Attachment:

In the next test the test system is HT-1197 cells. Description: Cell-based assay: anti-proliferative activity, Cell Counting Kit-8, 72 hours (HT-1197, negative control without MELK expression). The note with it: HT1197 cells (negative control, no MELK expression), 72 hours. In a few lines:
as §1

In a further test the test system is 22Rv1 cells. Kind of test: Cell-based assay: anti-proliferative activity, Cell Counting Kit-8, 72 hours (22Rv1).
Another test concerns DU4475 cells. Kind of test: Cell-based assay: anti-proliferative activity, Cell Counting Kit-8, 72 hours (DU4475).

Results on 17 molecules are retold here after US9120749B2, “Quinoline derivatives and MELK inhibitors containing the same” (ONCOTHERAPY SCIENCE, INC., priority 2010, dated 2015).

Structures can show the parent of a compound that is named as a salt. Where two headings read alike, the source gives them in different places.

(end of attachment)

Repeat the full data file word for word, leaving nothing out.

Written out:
In the next test the test system is HT-1197 cells. Description: Cell-based assay: anti-proliferative activity, Cell Counting Kit-8, 72 hours (HT-1197, negative control without MELK expression). The note with it: HT1197 cells (negative control, no MELK expression), 72 hours. In a few lines:
as §1

In a further test the test system is 22Rv1 cells. Kind of test: Cell-based assay: anti-proliferative activity, Cell Counting Kit-8, 72 hours (22Rv1).
Another test concerns DU4475 cells. Kind of test: Cell-based assay: anti-proliferative activity, Cell Counting Kit-8, 72 hours (DU4475).

Results on 17 molecules are retold here after US9120749B2, “Quinoline derivatives and MELK inhibitors containing the same” (ONCOTHERAPY SCIENCE, INC., priority 2010, dated 2015).

Structures can show the parent of a compound that is named as a salt. Where two headings read alike, the source gives them in different places.